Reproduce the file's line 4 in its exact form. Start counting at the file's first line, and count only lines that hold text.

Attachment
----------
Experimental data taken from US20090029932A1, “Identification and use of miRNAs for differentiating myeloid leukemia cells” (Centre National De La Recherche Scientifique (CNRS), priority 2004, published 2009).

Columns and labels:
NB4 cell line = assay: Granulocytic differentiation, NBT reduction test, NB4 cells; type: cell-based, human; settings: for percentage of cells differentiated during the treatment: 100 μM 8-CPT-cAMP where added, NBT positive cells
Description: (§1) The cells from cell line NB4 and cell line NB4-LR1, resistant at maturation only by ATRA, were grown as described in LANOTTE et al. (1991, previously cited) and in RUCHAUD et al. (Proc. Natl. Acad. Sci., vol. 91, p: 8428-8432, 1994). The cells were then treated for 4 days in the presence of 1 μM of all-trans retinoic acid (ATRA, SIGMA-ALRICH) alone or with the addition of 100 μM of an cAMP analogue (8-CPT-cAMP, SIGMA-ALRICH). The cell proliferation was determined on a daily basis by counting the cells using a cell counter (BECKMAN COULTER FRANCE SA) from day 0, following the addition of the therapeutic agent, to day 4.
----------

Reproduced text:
Description: (§1) The cells from cell line NB4 and cell line NB4-LR1, resistant at maturation only by ATRA, were grown as described in LANOTTE et al. (1991, previously cited) and in RUCHAUD et al. (Proc. Natl. Acad. Sci., vol. 91, p: 8428-8432, 1994). The cells were then treated for 4 days in the presence of 1 μM of all-trans retinoic acid (ATRA, SIGMA-ALRICH) alone or with the addition of 100 μM of an cAMP analogue (8-CPT-cAMP, SIGMA-ALRICH). The cell proliferation was determined on a daily basis by counting the cells using a cell counter (BECKMAN COULTER FRANCE SA) from day 0, following the addition of the therapeutic agent, to day 4.